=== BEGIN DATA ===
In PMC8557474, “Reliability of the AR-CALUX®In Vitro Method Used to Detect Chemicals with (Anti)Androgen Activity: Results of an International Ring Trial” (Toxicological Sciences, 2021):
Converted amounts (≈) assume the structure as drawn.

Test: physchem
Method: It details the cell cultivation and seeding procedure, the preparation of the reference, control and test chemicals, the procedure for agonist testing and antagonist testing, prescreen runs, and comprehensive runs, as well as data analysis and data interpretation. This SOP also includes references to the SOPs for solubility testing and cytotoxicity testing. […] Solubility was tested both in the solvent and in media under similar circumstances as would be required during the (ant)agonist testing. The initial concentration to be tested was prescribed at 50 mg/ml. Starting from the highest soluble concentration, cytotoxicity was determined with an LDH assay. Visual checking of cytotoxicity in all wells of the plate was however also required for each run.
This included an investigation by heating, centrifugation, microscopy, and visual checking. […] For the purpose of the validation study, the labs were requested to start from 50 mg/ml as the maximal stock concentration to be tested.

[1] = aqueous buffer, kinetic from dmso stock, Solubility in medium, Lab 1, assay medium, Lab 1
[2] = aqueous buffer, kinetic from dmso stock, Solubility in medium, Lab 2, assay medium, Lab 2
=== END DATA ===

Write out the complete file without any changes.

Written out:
In PMC8557474, “Reliability of the AR-CALUX®In Vitro Method Used to Detect Chemicals with (Anti)Androgen Activity: Results of an International Ring Trial” (Toxicological Sciences, 2021):
Converted amounts (≈) assume the structure as drawn.

Test: physchem
Method: It details the cell cultivation and seeding procedure, the preparation of the reference, control and test chemicals, the procedure for agonist testing and antagonist testing, prescreen runs, and comprehensive runs, as well as data analysis and data interpretation. This SOP also includes references to the SOPs for solubility testing and cytotoxicity testing. […] Solubility was tested both in the solvent and in media under similar circumstances as would be required during the (ant)agonist testing. The initial concentration to be tested was prescribed at 50 mg/ml. Starting from the highest soluble concentration, cytotoxicity was determined with an LDH assay. Visual checking of cytotoxicity in all wells of the plate was however also required for each run.
This included an investigation by heating, centrifugation, microscopy, and visual checking. […] For the purpose of the validation study, the labs were requested to start from 50 mg/ml as the maximal stock concentration to be tested.

[1] = aqueous buffer, kinetic from dmso stock, Solubility in medium, Lab 1, assay medium, Lab 1
[2] = aqueous buffer, kinetic from dmso stock, Solubility in medium, Lab 2, assay medium, Lab 2